With an official decision on whether or not to re-up the $1 per gallon federal tax credit for biodiesel producers not expected until mid-April, continuing tariffs in the EU and an economy still floundering, it is most definitely safe to say the biodiesel industry has seen brighter days, at least here in the U.S. For the industry, it's a good thing there's India.
General Motors is entering five-year partnership with the U.S. Department of Energy (DOE) to help develop the potential of the jatropha plant as a possible oil-crop for biodiesel. It appears that India, where jatropha grows quite well, will be their laboratory. Three farms will be dedicated to growing jatropha plants, the largest of the three is a 94-acre spread in Kalol, near GM's India Car Manufacturing plant. A complete lifecycle analysis will be conducted to evaluate the environmental impacts, starting with fertilizer production from raw materials and ending with harvesting the jathropha fruits.

The goal of the project is to demonstrate that jatropha can produce significant quantities of oil for conversion to biodiesel and to develop new varieties of the plant that have higher yields, can withstand frost and grow in temperate climates such as the United States (right now, the U.S.' main feedstock for biodiesel is soy). Jatropha is considered to be fairly drought-resistant, and – theoretically – can be grown commercially with minimal care and on marginal land. Selective breeding of the jathropha plants will hopefully produce the hearty, oil-rich specimens needed to make jatropha a more global feedstock.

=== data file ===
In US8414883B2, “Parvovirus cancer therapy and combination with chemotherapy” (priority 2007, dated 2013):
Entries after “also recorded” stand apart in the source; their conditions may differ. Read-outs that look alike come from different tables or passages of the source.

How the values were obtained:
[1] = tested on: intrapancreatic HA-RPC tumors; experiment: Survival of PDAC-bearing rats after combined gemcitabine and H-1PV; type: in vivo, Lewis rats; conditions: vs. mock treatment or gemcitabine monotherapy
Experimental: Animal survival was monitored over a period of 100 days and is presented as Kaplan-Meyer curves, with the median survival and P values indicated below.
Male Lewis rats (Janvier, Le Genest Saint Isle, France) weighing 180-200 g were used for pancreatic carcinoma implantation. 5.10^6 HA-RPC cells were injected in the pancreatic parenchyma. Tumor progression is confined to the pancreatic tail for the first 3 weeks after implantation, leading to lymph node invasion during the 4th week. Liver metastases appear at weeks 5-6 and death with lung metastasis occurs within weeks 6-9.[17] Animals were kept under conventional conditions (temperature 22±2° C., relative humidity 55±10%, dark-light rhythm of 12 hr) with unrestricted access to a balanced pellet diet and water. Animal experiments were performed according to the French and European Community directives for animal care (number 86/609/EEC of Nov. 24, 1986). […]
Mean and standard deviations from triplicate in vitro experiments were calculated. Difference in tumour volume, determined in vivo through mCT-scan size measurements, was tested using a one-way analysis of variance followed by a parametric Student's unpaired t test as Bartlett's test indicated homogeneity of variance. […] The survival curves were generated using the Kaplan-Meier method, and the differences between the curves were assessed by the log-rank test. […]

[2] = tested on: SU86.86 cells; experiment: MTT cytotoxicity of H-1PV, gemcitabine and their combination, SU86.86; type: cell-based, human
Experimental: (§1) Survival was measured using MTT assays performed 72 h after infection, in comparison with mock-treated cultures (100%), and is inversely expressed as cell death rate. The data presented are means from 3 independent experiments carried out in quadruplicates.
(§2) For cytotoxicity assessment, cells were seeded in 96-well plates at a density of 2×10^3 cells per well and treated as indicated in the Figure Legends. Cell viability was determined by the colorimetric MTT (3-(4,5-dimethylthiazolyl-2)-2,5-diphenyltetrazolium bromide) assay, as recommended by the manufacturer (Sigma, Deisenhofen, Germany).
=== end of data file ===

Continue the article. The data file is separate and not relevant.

Recently, GM also announced its plans to bring E85 to Australia.

[Source: Green Car Congress | Image: Reinhard Henning - C.C. License 2.0]

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